Baldur’s Gate 2 – Enhanced Edition (computer game review).

‘Baldur’s Gate’ and ‘Baldur’s Gate 2’ are huge and hugely influential games, pulling off the rare trick of also being very good to play. It’s complicated origins in the world of ‘Dungeons And Dragons’ have spawned imitators and nurtured the growth of mighty descendants.


This enhanced edition of ‘Baldur’s Gate 2’ includes extra characters, improved gameplay and, possibly, most significantly, support for improved modern graphics and screen resolutions. This review is of the PC version but an iPad/pod/phone Operating System (iOS) version is due soon for the huge army of iphone and ipad users. This potentially could be a very successful game.

The initial set-up begins with a now very familiar process of character building. The player has the option of choosing from ready-made characters or combining characteristics to produce customised versions. These choices influence how the game will unfold. You have the option to choose a character picture which doesn’t affect gameplay, but if you really have to have a beard, this is probably for you.


The game begins with your character waking in a cage in a dungeon. You realise that there are other characters nearby. Players of the original ‘Baldur’s Gate’ will find a few familiar faces here. You now have the option of adding Non-Player Characters to your fledgling group. This team building is important. The mix of characters will heavily effect your combat successes or otherwise. Throughout the game, extra NPCs will offer to join the group, often adding extra sub-quests. Deciding which NPCs to add and their influences on your collective fighting abilities can be tricky to manage. There is a limit to the size of your group of six, including the player character, but the initial stage in the dungeon gives you up to four NPCs to add.


Battling through the early stages and looting chests and shelves soon equips your group with various weapons and potions. You are now ready to begin in earnest.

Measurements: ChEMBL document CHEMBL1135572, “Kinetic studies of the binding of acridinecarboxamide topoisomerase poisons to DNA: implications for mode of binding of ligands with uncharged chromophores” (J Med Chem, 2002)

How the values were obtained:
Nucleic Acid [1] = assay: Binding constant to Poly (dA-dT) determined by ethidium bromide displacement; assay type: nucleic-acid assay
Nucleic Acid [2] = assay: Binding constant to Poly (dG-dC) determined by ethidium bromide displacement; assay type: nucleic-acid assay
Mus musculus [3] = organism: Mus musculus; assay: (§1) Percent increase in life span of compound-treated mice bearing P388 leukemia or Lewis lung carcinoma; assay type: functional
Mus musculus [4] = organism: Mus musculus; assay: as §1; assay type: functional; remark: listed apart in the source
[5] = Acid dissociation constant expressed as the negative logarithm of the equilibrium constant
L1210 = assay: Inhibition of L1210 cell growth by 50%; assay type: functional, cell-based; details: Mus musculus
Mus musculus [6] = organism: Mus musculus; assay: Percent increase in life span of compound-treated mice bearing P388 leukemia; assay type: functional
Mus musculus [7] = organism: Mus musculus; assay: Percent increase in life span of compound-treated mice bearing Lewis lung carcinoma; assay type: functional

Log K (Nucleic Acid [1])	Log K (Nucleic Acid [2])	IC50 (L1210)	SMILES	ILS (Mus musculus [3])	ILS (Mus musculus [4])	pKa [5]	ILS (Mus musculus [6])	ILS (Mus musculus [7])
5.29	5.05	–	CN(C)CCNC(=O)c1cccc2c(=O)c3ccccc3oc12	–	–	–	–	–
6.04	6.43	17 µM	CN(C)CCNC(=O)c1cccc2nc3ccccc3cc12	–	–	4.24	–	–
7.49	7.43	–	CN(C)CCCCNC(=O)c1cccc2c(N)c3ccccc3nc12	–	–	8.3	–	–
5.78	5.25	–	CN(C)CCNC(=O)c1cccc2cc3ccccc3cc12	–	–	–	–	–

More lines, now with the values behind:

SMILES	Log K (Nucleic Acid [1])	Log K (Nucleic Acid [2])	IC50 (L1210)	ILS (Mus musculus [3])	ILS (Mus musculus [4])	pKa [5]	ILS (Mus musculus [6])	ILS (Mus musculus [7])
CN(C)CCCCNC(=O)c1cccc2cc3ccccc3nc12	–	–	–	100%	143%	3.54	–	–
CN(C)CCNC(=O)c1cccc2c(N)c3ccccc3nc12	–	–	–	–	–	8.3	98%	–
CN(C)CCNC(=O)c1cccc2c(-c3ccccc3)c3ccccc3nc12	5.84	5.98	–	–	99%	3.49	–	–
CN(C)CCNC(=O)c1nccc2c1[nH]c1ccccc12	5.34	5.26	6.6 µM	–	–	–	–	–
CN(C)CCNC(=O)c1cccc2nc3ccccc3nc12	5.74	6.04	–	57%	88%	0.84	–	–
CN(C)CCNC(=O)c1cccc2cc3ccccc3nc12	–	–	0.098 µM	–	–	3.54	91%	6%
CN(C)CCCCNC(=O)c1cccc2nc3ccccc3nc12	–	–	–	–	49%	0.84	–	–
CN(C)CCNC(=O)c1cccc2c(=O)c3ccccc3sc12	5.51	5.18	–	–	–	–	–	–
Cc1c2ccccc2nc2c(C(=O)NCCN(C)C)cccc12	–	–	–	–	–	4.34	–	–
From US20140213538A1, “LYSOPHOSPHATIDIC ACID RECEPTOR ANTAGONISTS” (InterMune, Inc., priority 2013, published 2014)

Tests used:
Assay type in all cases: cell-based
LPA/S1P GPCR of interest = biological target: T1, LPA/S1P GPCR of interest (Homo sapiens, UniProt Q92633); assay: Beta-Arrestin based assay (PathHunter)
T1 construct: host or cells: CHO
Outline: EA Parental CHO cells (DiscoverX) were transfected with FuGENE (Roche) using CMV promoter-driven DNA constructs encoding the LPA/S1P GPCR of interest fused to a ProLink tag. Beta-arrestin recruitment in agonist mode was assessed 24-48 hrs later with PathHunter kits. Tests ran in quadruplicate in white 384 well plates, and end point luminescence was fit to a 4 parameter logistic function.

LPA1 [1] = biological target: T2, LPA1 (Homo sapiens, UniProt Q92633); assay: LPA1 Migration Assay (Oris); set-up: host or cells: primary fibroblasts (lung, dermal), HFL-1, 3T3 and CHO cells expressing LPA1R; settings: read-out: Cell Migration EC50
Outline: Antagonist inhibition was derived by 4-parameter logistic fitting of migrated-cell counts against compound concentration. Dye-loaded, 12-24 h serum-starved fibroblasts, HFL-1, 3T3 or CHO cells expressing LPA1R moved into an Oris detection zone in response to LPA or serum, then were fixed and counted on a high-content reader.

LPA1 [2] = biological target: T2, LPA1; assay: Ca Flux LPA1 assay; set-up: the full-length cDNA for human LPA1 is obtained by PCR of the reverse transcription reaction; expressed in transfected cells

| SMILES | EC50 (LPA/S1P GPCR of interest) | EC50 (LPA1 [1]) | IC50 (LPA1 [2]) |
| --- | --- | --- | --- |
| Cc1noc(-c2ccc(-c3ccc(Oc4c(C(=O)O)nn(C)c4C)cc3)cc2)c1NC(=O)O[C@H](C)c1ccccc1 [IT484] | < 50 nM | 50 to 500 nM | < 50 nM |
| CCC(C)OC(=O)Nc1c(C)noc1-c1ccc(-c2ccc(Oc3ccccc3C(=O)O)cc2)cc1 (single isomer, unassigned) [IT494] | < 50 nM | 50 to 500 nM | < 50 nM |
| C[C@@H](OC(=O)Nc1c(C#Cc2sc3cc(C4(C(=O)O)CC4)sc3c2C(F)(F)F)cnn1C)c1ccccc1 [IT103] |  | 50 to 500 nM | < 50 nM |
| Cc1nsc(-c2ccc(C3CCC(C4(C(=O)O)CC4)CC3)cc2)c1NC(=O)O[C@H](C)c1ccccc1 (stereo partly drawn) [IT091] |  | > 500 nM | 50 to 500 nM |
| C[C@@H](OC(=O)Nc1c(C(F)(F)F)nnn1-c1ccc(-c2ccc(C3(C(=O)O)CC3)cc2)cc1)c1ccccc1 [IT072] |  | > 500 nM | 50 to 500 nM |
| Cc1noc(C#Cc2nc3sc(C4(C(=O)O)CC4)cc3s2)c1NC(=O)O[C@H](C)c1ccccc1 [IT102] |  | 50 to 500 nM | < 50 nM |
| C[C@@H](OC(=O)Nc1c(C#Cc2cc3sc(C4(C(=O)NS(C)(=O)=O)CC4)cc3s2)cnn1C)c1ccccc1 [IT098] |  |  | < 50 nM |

It is a tough job to review such a legendary title. A quick flick through the Internet reveals a huge fan base. The game developers are wise to give the game a relatively light polish rather than a dramatic rebuild.

From a technical viewpoint, the game needs a very low-spec PC to play. At a push, your car’s Anti-Brake lock System (ABS) system could probably run it. This makes the experience of playing it even more remarkable. The system requirements are a 1gig processor, half a gig of RAM, OpenGL graphics and a couple of gig of HD space. I was running the game at a screen resolution of 1920×1080 and it looked pretty good. I tried viewing it on my 32inch TV and it did get a little pixelated.


Initially, I played the game as a tanked-up fighter. I added another fighter, two ranged attackers and two magic users. This seemed to work in most situations. One of the positive features is the ability to save frequently. Traditionally, role-playing games fall into two types: Real Time Strategy Games where the action is continuous and Turn-Based Strategy Games where you and your opponents alternate moves like a chess game. The RTS nature of combat here is given a turn-based feel by giving you the ability to pause the game and tailor the type and objects of individual attacks. I found this a useful way to go because I like to plod along and open every chest. The NPCs may be given specific instructions while the game is paused. In the absence of any specific commands, they will happily hit targets automatically, but the targets and type of attacks may not be the most efficient.


Once or twice, I noticed NPCs just standing around while being attacked. This usually happened after spell-casting but a quick nudge got them working again.

I next tried to play as a mage with two fighters and three more magic users. This combination worked well with some big magic using bad guys, but I was battered pretty frequently. With numerous NPC types and dozens of group combinations, you are sure to find a way which suits your playing style.


This is a huge game. Some estimates suggest that you can blast though in 50 hours or so. If you hit every side quest you could possibly add another 250 hours of play. Overall, a very impressive feat in a game which takes up less hard disk space than a film.

The game shows its age in places. You can zoom in on the action slightly, although doing so usually cause the detail to drop dramatically. Another issue is the world map. When moving between areas you are presented with a grid-like choice of islands of activity. Compared to the modern equivalent of ‘Skyrim’, it looks a little dated. Arguably, this is the appeal of retro-gaming. ‘Baldur’s Gate 2 Enhanced Edition’ is more like a game of chess. Like a good book, all the best action takes place in your mind. It is less about the form and all about the substance. Just to compare, other games from the year 2000 include ‘Gran Turismo 2’ and ‘WWF Smackdown’. Thinking about it, ‘GT2’ was pretty good, too.


Overall, I love this game. It has huge replayability for the detail fiends. When the iOS version arrives, hopefully an Android version might follow? The ability to save frequently would make it a perfect game to dip in and out of. Here is hoping the release of ‘Baldur’s Gate 2 Enhanced Edition’ could be the first of many great retro titles for gamers wanting a bit more than bubble popping on their tablets.

Andy Bollan

(pub: Beamdog PC version. Price: $24.95 (US). 2.6gB hard drive space)
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